Let the Students Become the Teacher
Students’ test scores should never come as a surprise. By letting your students take an active role in helping you create testing material before they are assessed, you can get a better idea of how they will actually perform. One of the goals of formative assessment is for students to become more responsible for their own education. They have to want to learn, make progress, and understand the material in order for this method to work. By having students make up test questions, you are not only helping your class to look at their lessons in a different way, but you are also getting a window into how they are interpreting the information.
As you work to implement formative assessment in your classroom, it’s important to remember that the strategy should be ongoing. That is to say that these assessments should take place regularly throughout the school year. However, it is also essential to note that results should reflect honest feedback from your students. Students shouldn’t feel undue pressure to “ace” their formative assessments. Instead, make sure that they understand that the purpose of these assignments is to improve instruction. You are trying to accurately assess how your students are understanding material, not handing out grades.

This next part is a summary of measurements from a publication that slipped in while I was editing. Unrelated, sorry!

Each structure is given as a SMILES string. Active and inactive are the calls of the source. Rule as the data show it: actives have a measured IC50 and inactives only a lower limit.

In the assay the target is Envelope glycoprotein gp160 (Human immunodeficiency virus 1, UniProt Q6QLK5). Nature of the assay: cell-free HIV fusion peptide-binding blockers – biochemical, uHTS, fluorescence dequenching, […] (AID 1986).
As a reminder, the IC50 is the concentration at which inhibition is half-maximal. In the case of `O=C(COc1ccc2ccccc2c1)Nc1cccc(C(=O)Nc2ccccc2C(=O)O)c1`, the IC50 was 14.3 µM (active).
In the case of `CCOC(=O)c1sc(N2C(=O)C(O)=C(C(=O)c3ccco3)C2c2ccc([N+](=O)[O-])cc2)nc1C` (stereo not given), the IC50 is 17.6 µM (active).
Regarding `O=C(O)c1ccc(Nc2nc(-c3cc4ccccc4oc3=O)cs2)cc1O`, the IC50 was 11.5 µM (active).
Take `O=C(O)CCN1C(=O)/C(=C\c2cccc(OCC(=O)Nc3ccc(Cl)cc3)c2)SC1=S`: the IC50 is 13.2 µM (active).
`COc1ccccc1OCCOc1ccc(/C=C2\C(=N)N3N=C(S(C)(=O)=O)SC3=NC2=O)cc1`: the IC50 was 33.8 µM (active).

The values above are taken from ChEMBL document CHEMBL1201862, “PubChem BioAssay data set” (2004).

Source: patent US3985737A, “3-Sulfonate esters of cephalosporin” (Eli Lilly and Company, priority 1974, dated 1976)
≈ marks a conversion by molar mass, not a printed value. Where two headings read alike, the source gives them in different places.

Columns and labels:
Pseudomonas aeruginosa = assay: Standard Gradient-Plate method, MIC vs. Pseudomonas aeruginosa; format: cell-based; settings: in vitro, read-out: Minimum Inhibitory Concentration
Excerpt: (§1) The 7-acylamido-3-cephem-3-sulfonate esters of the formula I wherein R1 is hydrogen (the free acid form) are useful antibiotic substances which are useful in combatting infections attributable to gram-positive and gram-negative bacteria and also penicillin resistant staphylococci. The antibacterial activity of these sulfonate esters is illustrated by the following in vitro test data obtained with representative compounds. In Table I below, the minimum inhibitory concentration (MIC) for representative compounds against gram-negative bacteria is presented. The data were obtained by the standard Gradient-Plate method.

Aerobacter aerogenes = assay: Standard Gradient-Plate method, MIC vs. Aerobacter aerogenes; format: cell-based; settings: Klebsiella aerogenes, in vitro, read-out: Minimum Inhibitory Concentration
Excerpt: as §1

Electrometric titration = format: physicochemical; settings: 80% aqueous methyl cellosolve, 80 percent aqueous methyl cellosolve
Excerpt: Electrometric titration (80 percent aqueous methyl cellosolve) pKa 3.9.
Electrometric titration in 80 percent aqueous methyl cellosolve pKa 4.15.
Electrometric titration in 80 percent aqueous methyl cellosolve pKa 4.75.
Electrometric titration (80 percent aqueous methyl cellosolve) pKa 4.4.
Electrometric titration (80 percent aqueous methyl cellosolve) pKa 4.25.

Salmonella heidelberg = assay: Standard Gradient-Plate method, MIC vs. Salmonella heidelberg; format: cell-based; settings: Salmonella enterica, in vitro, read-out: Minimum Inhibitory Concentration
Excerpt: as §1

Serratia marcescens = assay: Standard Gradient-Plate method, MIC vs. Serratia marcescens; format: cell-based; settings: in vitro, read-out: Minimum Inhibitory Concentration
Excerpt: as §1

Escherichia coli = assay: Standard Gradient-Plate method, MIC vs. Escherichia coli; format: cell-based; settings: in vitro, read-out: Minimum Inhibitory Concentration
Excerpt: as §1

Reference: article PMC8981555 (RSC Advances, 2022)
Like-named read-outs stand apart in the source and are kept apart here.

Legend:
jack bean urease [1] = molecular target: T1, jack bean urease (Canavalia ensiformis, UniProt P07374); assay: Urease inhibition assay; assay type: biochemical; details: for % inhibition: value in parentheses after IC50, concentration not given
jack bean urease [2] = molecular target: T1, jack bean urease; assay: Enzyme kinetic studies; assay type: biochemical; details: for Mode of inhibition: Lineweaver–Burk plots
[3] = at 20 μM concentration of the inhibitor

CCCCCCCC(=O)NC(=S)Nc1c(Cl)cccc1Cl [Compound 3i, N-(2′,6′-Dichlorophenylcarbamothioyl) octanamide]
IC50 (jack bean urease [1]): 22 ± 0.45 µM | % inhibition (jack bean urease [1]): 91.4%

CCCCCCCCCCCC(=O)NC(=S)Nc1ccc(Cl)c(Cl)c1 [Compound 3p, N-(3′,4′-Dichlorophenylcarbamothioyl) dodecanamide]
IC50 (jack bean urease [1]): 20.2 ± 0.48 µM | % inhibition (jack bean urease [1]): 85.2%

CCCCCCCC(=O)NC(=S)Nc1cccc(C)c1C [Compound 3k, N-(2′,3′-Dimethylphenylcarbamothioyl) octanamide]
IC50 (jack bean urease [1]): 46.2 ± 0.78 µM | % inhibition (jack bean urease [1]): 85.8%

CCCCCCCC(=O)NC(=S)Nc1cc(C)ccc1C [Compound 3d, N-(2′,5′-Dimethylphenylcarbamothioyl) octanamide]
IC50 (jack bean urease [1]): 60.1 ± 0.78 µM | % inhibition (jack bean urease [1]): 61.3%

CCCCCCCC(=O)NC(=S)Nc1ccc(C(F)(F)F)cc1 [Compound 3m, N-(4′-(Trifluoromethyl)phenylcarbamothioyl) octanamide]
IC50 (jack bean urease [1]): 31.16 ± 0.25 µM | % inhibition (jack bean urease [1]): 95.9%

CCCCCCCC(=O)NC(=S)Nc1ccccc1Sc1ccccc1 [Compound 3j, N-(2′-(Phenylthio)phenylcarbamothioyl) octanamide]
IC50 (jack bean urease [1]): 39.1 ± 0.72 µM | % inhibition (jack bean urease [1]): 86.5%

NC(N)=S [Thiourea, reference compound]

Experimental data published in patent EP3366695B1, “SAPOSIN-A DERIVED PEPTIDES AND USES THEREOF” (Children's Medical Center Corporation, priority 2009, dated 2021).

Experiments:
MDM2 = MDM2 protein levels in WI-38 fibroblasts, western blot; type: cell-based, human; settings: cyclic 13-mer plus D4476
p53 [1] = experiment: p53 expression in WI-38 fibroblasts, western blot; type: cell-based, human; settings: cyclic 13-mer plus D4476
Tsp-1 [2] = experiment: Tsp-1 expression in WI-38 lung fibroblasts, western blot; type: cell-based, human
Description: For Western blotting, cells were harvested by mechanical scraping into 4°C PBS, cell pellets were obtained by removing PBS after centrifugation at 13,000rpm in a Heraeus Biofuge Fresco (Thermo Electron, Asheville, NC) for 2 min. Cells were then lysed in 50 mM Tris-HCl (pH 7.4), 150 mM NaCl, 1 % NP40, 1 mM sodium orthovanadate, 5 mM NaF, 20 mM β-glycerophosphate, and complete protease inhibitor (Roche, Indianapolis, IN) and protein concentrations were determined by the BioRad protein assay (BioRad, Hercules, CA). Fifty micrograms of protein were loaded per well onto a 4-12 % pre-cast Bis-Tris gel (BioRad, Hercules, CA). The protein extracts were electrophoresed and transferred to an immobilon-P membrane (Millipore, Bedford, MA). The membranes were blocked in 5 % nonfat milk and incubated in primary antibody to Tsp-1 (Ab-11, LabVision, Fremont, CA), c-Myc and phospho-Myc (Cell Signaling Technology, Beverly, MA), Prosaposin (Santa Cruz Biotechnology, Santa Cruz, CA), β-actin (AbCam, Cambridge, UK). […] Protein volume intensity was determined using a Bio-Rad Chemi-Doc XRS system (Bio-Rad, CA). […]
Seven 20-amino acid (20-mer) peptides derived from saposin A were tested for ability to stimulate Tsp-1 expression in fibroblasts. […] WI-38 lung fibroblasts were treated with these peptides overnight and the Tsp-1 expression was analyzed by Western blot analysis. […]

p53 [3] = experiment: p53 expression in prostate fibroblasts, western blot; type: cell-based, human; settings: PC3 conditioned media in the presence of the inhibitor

Want to learn how Edmentum International can help you seamlessly incorporate formative assessment in your classroom to support data-driven instruction? Talk to our team and learn about how our proven, online practice and assessment solutions can help you turn data into classroom action. They’d be happy to help, so email them at firstname.lastname@example.org or call them on +44 (0)1572 492576.